What’s more, it’s testament to the addictive qualities of the turn-based portion that it’s tempting to ignore the real-time battles altogether. There’s a real desire to see the greyed-out map expand, to get to grips with new kingdoms and cultures and to step outside the European theatre to take part in the action in the Holy Land. However, to click the auto-conclude option would be to do yourself a grand disservice. You’d miss out on the most spectacular and gripping part of the whole Medieval 2 experience: leading your troops to victory (or maybe ignominious defeat).
Rome set new standards for how epic battles looked on-screen, and while other games have achieved prettier results on a smaller scale (Lord of the Rings: Battle for Middle Earth 2, Rise of Legends), none have bettered it when it comes to pitching two genuinely vast armies against each other and letting you get right in close to the action. Now Medieval 2 goes one better. From high-above, the scale is amazing, with thousands of troops all marching, charging, fleeing and fighting. Zoom into the fray, however, and it’s difficult not to be dazzled by the detail on offer: the specular highlights on the arms and armour; the intricate heraldry and ornament; the long grass and foliage on the field.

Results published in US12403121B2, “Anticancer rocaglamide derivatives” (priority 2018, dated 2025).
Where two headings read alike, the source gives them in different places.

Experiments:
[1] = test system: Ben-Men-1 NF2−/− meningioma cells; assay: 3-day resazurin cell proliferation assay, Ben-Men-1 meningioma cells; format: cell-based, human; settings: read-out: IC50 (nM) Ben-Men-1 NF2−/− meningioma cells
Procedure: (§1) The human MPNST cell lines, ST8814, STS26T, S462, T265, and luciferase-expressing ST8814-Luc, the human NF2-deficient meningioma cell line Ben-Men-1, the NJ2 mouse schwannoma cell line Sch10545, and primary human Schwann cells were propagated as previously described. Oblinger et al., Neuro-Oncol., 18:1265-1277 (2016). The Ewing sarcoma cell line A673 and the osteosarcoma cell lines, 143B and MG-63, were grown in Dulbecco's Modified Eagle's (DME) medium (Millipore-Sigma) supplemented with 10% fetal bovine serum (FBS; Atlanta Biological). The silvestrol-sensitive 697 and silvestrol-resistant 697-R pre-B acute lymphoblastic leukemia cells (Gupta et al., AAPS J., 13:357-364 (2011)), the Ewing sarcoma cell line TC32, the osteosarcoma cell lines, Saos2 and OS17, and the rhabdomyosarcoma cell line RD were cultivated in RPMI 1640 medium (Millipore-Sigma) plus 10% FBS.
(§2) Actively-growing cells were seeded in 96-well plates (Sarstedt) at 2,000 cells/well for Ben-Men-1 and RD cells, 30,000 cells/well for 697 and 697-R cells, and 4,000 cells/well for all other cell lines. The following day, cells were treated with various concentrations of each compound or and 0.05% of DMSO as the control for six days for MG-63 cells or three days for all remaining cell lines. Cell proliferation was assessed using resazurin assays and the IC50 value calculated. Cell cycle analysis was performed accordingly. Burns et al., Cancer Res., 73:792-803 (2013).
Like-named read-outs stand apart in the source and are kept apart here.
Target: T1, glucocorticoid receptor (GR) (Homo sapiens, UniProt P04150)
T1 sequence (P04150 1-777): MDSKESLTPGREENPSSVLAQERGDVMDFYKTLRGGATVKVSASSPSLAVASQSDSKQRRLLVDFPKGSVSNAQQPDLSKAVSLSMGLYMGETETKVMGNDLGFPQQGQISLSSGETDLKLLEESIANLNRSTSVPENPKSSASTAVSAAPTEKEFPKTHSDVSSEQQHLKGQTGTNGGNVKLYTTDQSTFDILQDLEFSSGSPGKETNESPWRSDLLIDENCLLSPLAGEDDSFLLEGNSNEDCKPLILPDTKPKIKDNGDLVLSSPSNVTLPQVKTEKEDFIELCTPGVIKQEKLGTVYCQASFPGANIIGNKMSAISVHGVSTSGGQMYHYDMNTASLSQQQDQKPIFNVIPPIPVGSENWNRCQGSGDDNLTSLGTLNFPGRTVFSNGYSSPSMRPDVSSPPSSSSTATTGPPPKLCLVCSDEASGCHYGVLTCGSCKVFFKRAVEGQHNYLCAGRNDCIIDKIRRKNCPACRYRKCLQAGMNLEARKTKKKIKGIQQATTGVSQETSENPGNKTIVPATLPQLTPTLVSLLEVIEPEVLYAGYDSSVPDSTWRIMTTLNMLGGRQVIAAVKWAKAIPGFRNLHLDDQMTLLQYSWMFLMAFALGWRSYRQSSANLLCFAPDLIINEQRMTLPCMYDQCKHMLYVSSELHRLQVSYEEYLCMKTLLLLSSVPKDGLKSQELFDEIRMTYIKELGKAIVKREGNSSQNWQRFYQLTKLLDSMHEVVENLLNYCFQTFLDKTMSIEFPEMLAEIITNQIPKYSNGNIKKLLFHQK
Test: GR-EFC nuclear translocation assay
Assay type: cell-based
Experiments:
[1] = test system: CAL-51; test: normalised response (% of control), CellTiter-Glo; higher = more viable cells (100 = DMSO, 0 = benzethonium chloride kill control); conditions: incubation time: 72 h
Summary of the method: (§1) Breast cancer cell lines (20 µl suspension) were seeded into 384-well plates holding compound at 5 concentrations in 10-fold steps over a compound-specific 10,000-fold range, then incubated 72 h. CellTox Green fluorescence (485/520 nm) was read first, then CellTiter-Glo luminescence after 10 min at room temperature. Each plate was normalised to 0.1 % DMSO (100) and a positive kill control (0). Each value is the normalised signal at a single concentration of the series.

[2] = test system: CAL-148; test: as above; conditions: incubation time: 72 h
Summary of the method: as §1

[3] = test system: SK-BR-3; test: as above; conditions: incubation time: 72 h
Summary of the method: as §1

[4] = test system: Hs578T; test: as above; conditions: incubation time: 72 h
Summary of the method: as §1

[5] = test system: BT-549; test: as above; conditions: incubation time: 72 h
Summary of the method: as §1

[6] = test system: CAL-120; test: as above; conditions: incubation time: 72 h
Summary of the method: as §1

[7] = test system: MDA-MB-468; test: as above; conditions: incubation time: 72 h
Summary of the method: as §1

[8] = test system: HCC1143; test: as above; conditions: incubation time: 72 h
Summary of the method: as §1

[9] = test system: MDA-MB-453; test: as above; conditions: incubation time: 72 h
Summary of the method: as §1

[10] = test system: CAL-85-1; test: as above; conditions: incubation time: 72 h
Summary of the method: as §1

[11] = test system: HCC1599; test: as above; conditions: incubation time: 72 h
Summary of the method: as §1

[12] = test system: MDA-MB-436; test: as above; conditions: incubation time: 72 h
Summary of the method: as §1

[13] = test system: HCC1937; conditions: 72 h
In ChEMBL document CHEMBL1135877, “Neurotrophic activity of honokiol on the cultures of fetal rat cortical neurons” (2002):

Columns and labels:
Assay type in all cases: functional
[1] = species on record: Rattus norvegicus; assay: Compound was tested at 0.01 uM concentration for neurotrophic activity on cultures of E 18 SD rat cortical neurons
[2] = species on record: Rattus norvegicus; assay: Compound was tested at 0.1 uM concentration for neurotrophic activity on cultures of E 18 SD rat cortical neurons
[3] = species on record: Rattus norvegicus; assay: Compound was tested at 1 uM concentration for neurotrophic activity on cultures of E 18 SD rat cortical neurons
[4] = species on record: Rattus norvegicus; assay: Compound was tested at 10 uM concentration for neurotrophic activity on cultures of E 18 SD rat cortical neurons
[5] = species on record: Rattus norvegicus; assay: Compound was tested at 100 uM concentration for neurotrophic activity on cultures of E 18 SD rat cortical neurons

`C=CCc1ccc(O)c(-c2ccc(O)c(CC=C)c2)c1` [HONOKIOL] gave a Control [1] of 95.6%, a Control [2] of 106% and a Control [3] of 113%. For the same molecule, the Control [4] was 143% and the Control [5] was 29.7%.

What’s more, Medieval 2 delivers a far greater sense of regiments as groups of individual fighting men. While you still control the whole as a unit, there’s far more variety in the animations being used at any one time, and it’s possible to pick out smaller scraps within the larger clash. Compare it to epic strategy pretenders like Alexander or Civilizations: Rise and Fall, and it’s not so much that Medieval 2 is in a different league as that it seems to be playing a different sport. While the others play Headers and Volleys in the playground, it’s taking part in Serie A.